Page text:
wore armour, which he would have been required to repair, may have lead to the secondary meaning.  The famous Anglo-Saxon Chronicles sometimes known as the first newspaper, in the 9th century a.d.  uses the expression 'War-Smith' to describe a valiant warrior, whilst the later medieval Guild List  of specialist trades has blacksmith, whitesmith, tinsmith, goldsmith and silversmith amongst its  many members, but no trade of 'smith'. These descriptions of the skilled workers of the Middle Ages  were exact, and it is our opinion after studying many early records that the original smiths were  probably the guards of the local lord of the manor. This would account for the singular popularity  of the name, as the early social records indicate that the trades of tailor and baker were much  more 
 prevalent than that of Smith in any form. What is certain is that over five hundred coats of arms  have been granted to Smith nameholders, surely an indication of the soldier background, rather than  a humble ironworker. The great family Smith is 'first' in all major cities of the English speaking  world, yet curiously the greatest concentration of Smith's are in Aberdeenshire, Scotland! Why this  should be so is far from clear. Not surprisingly the Smith name was one of the very first into the  New American colonies, being held by the famous John Smith (1580 - 1631), explorer and writer, who  helped to found the state of Virginia. He was reputedly saved from execution by Pocahontas, the  Indian chief's daughter, who died in England in 1622. The first recorded spelling of the family  name, and probably the first surname recorded anywhere in the world, is that of Eceard Smid. This  was dated 975 a.d., in the English Surname Register for County Durham, during the reign of Kinrived  form the Anglo-Saxon "smitan," to smite or strike.



The Origins of the name PATTENDEN

It is widely thought that the name Pattenden came from charcoal burners in the  forest, from the Saxon 'denne' a clearing in the forest,but other sources suggest  that it is from the old English (pre seventh century) personal name 'Peatta' or  from 'Pat' a pet form of Patrick and that the old English 'denn' meant a swine  pasture or a 'woody valley,or a place yielding both covert and feeding for  cattle, 'especially swine'.  The Saxon word 'patta' means a stream with a tendency to  swell. Pattyndenne Manor,Goudhurst,Kent is at the bottom of a hill by a stream. The first reference to the name is found in the form 'de Patinden' in the Kent  Assizes in 1254 followed by William and Cecilia de Patinden in Middleton,Kent in  1318. By 1334 Ralph and Isolda de Patindenne were paying nine shillings and sixpence  in the Kent Lay Subsidy. In 1396 Nicholas Patynden lived in Cranbrook,Kent and the  first time the name is found in its current form is in 1464 when Bartholomew  Pattenden lived in Iden,Staplehurst,Kent. Pattyndenne Manor Goudhurst,Kent was built  in 1470 and is still in use today as a family home and Little Pattenden. Pattenden  Lane,Marden,Kent is all that remains of the Manors of Great and Little Pattenden.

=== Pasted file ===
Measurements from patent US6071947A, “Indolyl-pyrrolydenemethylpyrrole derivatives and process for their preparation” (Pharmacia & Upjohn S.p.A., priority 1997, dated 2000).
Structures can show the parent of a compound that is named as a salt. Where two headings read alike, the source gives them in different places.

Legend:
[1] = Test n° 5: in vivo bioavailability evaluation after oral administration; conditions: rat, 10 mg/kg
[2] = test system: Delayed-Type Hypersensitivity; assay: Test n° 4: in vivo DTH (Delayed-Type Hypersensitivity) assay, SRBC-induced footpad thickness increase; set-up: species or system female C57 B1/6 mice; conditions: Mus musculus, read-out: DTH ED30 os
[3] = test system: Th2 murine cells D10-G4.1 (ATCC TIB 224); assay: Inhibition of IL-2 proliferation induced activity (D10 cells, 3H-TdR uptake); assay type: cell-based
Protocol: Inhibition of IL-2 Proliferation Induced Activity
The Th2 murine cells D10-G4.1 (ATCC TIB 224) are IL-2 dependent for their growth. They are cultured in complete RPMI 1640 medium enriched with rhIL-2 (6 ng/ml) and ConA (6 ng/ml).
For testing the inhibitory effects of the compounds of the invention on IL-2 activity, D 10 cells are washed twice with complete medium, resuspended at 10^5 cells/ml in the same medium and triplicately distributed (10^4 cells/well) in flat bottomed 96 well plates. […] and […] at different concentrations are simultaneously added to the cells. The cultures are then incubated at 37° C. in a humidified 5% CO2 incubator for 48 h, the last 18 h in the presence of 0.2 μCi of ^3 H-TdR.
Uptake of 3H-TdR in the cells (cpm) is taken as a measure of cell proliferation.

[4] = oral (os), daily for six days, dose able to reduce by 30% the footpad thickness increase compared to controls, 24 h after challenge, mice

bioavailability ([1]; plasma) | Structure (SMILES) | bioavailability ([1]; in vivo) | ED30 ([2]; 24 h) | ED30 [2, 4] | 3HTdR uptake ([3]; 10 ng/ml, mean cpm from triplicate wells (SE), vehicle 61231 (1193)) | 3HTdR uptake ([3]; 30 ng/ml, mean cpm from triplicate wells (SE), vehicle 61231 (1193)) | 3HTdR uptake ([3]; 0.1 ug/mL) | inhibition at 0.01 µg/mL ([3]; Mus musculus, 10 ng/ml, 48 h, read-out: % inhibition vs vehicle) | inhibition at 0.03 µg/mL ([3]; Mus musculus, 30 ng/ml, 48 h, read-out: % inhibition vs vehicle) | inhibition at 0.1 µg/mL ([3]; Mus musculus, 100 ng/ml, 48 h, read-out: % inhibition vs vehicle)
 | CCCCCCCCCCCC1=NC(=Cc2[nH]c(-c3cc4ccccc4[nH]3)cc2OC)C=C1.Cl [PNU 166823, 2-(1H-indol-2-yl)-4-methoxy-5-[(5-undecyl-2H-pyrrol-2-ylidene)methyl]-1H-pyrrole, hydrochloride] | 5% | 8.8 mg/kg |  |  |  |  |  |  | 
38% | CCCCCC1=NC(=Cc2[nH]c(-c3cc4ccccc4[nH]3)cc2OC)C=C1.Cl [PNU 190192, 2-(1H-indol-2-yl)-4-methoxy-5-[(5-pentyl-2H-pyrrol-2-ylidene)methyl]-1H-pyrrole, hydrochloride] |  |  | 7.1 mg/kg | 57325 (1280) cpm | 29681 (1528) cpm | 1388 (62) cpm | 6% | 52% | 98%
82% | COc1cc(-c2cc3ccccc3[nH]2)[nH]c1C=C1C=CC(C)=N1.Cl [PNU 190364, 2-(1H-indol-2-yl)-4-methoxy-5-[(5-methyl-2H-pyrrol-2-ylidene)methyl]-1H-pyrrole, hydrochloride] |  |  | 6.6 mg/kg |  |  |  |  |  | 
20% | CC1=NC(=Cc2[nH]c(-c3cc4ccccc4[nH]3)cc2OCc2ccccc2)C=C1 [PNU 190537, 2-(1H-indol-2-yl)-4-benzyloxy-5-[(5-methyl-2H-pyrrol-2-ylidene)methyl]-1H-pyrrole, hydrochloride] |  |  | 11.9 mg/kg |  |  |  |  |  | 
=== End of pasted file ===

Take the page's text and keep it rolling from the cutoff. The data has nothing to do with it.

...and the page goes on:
The earliest references to the name Pattenden occur in the Kent and Sussex Weald and  then spread to Surrey and London. By 1990 there were Pattendens in most of Britain  and 
 they spread to Australia,Canada,France,Netherlands,New Zealand,South Africa and the  United States.

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Getting Around
There are several ways to browse the family tree. The Tree View graphically shows the relationship of selected person to their kin. The Family View shows the person you have selected in the center, with his/her photo on the left and notes on the right. Above are the father and mother and below are the children. The Ancestor Chart shows the person you have selected in the left, with the photograph above and children below. On the right are the parents, grandparents and great-grandparents. The Descendant Chart shows the person you have selected in the left, with the photograph and parents below. On the right are the children, grandchildren and great-grandchildren.

Do you know who your second cousins are? Try the Kinship Relationships Tool. Your site can generate various Reports for each name in your family tree. You can select a name from the list on the top-right menu bar.

In addition to the charts and reports you have Photo Albums, the Events list and the Relationships tool. Family photographs are organized in the Photo Index. Each Album's photographs are accompanied by a caption. To enlarge a photograph just click on it. Keep up with the family birthdays and anniversaries in the Events list. Birthdays and Anniversaries of living persons are listed by month. Want to know how you are related to anybody ? Check out the Relationships tool.